MONDAY 14 SEP 2009 2:55 PM


With American newspapers falling like Autumnal leaves, the Newspaper Association of America seems to have gone, cap in hand, to Google, the mighty oak of online news aggregation.

Google’s response has been to submit a proposal that will enable traditional news media to charge small micropayments, possibly through Google’s Checkout system, its answer to PayPal.

Google is currently in anti-trust disputes with a number of newspaper owners. Its attitude in the past has been one of ignoring their arguments. One spokesman commented earlier in the year "Google News has far more requests for inclusion than for removal. That's because publishers understand that the traffic generated by Google News, and services like it, provide valuable traffic."

Newspaper owners are increasingly looking to monetise their online content. Recently media giant News International stated its intentions to develop a model of charging for online news. These pressures seem to have caused Google to change its attitude. Its reaction to the NAA’s request was to suggest a payment plan that will enable newspapers to put content up behind a Google firewall and create a multiple system of paid-for content, including subscription, previews and limited access content.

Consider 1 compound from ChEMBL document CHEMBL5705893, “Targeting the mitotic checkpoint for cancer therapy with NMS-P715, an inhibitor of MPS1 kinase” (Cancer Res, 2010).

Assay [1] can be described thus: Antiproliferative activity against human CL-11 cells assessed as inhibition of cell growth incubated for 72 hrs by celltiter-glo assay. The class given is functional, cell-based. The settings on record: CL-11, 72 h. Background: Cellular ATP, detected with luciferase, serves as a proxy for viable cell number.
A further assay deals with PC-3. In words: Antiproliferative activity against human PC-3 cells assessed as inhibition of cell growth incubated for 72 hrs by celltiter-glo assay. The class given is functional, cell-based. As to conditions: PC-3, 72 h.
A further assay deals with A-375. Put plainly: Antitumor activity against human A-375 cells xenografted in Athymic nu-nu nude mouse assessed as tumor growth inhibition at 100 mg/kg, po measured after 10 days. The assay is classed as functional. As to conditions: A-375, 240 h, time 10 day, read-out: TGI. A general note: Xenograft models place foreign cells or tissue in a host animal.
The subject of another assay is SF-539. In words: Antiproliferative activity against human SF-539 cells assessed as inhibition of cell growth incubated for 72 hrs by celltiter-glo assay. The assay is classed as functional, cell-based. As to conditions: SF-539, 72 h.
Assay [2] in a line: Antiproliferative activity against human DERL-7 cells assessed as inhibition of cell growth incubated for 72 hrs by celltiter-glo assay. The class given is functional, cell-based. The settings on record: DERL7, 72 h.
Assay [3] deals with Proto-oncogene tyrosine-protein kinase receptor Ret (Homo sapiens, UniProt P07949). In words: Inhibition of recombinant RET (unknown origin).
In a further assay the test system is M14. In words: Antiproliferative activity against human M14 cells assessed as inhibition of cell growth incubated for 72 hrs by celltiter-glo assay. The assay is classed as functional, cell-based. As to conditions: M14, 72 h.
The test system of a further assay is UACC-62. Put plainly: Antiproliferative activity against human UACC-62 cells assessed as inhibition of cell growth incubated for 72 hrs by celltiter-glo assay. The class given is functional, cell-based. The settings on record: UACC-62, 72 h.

A Google spokesman commenting, “"While currently in the early planning stages, micropayments will be a payment vehicle available to both Google and non-Google properties within the next year. The idea is to allow viable payments of a penny to several dollars by aggregating purchases across merchants and over time."

Google wouldn’t comment as to whether they had also been in conversation with UK newspaper publishers. The UK’s Newspaper Licensing Agency is set to charge web aggregators for online news dissemination, but stated that this was very different from Google’s plans. The NLA’s David Pugh stated, “ The NLA web initiative is entirely focused on business to business use of UK newspaper publishers’ web content. We are implementing a licensing scheme for media monitoring companies that copy that content and create charged-for services. These media monitoring services are not available for free elsewhere and we are seeking a small fee for them on behalf of the content creators.”

Google plans were, he said “quite separate and relate to consumers. They underline the value that publishers place on their content, but are quite separate from the NLA initiatives. The NLA does not have a mandate from publishers to license Google – or other aggregators providing free services.”